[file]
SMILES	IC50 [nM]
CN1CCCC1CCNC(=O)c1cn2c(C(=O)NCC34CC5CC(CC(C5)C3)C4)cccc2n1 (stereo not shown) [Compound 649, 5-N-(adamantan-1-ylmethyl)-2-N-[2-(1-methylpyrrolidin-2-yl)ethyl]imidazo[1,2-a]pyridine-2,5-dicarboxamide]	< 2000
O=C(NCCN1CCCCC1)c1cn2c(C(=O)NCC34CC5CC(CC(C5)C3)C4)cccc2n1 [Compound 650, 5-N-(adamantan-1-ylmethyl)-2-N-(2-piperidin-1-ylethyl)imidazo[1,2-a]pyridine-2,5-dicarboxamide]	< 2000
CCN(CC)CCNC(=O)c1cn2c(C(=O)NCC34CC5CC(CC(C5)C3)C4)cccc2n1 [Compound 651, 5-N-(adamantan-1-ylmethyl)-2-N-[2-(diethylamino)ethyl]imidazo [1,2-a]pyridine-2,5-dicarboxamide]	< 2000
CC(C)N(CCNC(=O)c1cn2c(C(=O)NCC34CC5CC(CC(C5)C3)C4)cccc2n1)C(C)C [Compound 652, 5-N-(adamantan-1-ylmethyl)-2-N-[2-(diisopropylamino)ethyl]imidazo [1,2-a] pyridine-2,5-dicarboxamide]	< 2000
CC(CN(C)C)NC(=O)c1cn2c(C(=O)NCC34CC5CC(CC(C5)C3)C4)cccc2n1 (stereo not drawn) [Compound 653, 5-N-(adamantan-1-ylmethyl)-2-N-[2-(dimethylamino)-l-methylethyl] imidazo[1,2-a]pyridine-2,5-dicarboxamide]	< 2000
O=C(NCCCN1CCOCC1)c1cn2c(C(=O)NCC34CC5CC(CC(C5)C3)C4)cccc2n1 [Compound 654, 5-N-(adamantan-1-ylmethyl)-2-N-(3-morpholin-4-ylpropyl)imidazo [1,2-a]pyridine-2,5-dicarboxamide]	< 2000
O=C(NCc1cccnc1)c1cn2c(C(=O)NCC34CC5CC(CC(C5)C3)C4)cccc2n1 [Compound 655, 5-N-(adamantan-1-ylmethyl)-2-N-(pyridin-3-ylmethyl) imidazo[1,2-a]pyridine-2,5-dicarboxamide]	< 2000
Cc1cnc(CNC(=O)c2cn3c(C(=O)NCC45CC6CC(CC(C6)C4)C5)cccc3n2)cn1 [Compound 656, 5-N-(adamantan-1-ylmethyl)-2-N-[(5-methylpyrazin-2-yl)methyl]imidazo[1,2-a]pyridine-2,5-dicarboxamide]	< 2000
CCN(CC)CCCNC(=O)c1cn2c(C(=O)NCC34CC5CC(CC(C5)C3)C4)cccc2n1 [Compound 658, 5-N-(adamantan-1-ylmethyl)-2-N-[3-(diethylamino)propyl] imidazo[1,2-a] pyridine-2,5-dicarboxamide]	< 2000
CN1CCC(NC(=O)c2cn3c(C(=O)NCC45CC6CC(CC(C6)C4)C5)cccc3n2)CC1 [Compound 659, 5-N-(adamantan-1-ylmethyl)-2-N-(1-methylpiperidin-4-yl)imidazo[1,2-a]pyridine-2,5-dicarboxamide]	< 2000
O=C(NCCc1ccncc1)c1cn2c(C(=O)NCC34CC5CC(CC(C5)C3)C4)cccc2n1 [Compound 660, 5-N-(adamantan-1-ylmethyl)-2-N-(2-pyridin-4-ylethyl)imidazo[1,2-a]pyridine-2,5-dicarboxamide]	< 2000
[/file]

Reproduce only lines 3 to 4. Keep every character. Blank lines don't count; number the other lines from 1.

O=C(NCCN1CCCCC1)c1cn2c(C(=O)NCC34CC5CC(CC(C5)C3)C4)cccc2n1 [Compound 650, 5-N-(adamantan-1-ylmethyl)-2-N-(2-piperidin-1-ylethyl)imidazo[1,2-a]pyridine-2,5-dicarboxamide]	< 2000
CCN(CC)CCNC(=O)c1cn2c(C(=O)NCC34CC5CC(CC(C5)C3)C4)cccc2n1 [Compound 651, 5-N-(adamantan-1-ylmethyl)-2-N-[2-(diethylamino)ethyl]imidazo [1,2-a]pyridine-2,5-dicarboxamide]	< 2000